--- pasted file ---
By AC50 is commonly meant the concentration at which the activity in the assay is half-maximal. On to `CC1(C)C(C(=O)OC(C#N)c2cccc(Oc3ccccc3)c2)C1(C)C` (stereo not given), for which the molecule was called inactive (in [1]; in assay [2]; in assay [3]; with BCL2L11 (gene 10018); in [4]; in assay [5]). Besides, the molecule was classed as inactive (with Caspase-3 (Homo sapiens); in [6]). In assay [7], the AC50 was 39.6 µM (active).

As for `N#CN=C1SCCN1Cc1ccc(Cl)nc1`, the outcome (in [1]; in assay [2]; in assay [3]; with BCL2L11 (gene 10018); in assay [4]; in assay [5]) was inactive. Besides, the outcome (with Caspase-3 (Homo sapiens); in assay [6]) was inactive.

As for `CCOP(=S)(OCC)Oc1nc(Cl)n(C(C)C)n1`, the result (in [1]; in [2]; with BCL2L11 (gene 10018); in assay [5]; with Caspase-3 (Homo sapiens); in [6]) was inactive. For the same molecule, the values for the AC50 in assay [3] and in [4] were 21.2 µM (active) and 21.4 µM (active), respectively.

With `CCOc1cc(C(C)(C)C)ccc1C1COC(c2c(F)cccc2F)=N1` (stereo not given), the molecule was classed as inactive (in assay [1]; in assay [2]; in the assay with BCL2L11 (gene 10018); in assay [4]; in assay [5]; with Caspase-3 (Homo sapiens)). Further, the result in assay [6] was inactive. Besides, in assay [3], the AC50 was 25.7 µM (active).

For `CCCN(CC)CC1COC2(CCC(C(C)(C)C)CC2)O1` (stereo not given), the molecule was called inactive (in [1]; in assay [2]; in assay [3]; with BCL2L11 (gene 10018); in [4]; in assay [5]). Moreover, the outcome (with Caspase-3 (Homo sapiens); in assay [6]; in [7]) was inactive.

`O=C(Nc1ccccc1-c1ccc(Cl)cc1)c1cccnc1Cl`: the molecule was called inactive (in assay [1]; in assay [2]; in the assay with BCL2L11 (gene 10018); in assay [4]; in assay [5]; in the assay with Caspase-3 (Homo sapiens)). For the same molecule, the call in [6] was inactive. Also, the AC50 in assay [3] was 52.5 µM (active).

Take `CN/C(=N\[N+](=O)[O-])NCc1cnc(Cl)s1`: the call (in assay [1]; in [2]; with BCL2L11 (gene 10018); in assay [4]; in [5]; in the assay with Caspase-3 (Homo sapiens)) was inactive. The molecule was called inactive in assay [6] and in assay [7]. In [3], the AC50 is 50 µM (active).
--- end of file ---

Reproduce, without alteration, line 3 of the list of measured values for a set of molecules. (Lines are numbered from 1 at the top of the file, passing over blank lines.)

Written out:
As for `CCOP(=S)(OCC)Oc1nc(Cl)n(C(C)C)n1`, the result (in [1]; in [2]; with BCL2L11 (gene 10018); in assay [5]; with Caspase-3 (Homo sapiens); in [6]) was inactive. For the same molecule, the values for the AC50 in assay [3] and in [4] were 21.2 µM (active) and 21.4 µM (active), respectively.